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If you have ever played a game that pays you directly for your in-game activities, chances are you have played a blockchain game. If you already understand bitcoin and cryptocurrencies, you just need to know a little more to understand the idea of blockchain games. Blockchain games are like the typical game on Xbox One or other video games but they contain some elements of blockchains like bitcoin such as scarcity, immutability, and decentralization. Blockchain games have the same start points such as purchasing access to get started with the game but the assets in these games such as swords are permanent and transferable. Let’s consider traditional games such as Diablo, World of Warcraft, Counter-Strike, or Heart Stone. Items in these games are only relevant in the respective games. You cannot take a sword on Diablo into Counter-Strike or take an item from Counter-Strike into Diablo.
With blockchain technology, however, you can create in-game items and store their information. You could create an item with a name, define the image, and the amount of that item in the game. The games usually have some competitive activities that lead to the achievement or realization of the in-game items. Winners of these activities get assigned the appropriate in-game items and the data is stored on the blockchain forever. The blockchain often contains these data, and a game developer can simply check an address to see the items that a player owns which they can use to participate in a game.
When a player logs into the game using a compatible Web 3.0 wallet, they can use their items to interact in multiple games and acquire more in the process. The items can also have multiple characteristics that make them effective at the delivery of attacks in fighting games or bringing good fortune in a quest. In this article, we shall be coding a simple blockchain game that allows a player rolls a dice, and if they are fortunate, these players could win some tokens or other rewards according to our code. The exact structure of our blockchain game in the image below shows that when a user places a bet by interacting with the frontend react application, their order is sent to the smart contract while the Chainlink oracle implements the randomness in the betting game. The smart contract talks to the blockchain, and the outcome goes back to the front end as a success or a try again message.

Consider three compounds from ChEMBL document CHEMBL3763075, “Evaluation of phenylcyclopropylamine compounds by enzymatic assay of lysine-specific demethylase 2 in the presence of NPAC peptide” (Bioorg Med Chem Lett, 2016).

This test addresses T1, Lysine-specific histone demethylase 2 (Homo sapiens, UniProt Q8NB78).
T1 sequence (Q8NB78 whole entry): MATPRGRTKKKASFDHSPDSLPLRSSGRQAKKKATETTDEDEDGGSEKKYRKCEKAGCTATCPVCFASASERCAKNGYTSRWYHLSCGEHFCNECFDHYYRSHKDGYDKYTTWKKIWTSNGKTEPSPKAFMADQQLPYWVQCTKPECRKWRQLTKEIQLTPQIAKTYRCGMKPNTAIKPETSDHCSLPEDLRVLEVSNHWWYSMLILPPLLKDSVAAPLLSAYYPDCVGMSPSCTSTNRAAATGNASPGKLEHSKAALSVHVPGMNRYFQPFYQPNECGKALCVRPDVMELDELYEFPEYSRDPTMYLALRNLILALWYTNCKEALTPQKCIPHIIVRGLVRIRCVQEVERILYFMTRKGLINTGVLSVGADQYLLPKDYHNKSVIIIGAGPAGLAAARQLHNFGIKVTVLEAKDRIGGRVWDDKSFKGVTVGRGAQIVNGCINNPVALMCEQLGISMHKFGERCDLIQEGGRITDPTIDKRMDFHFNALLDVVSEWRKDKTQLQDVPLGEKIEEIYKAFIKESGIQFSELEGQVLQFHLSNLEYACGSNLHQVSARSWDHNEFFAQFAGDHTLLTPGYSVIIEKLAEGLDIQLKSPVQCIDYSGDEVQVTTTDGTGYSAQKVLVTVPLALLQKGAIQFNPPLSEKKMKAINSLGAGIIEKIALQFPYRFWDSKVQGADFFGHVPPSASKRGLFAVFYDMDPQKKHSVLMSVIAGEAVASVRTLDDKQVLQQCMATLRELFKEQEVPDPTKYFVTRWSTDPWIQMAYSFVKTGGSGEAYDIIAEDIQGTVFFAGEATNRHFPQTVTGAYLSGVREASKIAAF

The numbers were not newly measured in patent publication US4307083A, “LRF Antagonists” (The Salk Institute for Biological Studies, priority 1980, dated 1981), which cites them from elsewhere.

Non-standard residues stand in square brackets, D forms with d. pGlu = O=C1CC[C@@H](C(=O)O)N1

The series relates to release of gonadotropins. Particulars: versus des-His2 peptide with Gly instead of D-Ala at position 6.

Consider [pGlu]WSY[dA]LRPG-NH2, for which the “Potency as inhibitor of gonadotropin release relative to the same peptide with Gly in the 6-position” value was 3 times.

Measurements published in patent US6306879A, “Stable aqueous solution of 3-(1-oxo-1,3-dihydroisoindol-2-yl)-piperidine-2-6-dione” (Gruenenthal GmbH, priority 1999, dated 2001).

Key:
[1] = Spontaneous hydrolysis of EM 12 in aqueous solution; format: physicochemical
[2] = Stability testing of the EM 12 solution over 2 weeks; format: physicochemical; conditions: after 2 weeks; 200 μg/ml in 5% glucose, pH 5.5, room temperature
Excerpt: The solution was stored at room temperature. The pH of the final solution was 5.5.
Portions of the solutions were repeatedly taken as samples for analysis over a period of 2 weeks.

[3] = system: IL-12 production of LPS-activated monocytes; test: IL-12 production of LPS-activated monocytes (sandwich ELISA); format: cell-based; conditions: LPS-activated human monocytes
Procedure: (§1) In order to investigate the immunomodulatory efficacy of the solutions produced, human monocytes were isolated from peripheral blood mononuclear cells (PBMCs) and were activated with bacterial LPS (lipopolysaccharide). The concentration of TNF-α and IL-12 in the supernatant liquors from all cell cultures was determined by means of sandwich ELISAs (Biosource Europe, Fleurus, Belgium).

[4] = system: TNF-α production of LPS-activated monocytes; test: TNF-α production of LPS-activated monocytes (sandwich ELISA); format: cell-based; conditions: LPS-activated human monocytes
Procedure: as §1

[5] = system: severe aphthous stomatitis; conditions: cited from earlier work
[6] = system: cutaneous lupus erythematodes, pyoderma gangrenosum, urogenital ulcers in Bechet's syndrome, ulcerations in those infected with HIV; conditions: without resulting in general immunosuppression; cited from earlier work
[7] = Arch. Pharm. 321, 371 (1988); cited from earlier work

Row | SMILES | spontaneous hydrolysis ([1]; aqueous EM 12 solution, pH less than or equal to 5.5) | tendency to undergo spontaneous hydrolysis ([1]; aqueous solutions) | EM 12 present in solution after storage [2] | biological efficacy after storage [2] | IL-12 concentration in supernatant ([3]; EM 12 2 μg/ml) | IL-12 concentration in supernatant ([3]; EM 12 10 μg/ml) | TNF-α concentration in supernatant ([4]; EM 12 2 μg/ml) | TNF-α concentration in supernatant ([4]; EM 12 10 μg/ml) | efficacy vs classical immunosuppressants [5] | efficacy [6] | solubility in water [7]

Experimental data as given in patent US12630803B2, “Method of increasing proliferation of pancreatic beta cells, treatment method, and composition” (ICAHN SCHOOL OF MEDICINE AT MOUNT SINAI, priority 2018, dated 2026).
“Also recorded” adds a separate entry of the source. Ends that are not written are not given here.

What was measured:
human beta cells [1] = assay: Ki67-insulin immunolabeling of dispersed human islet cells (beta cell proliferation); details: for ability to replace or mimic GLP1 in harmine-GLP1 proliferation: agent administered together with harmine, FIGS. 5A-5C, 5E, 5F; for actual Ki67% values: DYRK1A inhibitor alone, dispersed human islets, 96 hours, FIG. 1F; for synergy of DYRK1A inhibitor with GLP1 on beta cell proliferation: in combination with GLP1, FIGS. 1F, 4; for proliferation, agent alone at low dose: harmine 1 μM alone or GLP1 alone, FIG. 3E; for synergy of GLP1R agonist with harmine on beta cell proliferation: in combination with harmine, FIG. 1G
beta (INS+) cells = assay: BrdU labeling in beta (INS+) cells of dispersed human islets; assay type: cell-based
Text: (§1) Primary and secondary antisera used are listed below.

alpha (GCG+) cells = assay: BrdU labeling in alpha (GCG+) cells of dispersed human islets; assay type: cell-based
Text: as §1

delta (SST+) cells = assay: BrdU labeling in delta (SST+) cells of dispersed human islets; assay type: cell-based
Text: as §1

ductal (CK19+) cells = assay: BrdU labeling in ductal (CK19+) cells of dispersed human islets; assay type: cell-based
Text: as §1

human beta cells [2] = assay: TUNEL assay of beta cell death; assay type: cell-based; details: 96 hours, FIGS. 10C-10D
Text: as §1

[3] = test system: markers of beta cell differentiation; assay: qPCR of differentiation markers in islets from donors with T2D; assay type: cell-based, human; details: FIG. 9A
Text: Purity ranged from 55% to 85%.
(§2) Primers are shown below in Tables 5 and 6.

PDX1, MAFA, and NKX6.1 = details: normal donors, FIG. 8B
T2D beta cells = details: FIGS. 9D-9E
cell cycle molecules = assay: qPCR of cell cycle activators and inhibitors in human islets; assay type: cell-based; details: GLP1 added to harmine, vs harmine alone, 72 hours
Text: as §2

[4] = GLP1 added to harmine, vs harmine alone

Chainlink is an external data provider for the blockchain. It is an oracle service which means it provides real-world data to smart contracts. Chainlink provides prices to smart contracts on decentralized exchanges and other DApps. In our case, we will be using Chainlink to generate random numbers which are crucial for generating randomness. Solidity has some issues with generating random numbers but with the help of an oracle service like Chainlink, we can get past those hurdles, and achieve excellent results.
To get started, we need to install Node.js. To check if you have Node installed on your computer, you can simply go to your terminal and type in node -v. If you do not have it installed, you can download it from the Node.js website, or use a package manager to install it from the terminal. Next, turn your web browser into a decentralized browser by installing a wallet extension that supports interactions with blockchains. MetaMask and Wallet Connect are some of the best options out there.
Next, you install the dependencies and go back to your terminal. On your terminal such as the command prompt type git clone, and paste the repository URL. Enter the newly created directory and install the dependencies by entering cd_chainlink_betting_game, then install using the npm install command. You should see the code below when you click on the smart contracts folder.
Deploy the smart contract on a test network using the Remix IDE. To use the Rinikebey testnet, request faucet funds to pay transaction fees for running your smart contracts. Request ETH and LINK tokens. Then select the injected Web 3.0 provider ensuring that you are connected to the Rinkebey testnet. Click on deploy, and you will get a result of the initialized smart contract. After testing that there is no error in your code, go on to deploy the smart contract using your test ETH and LINK tokens to pay the transaction fees.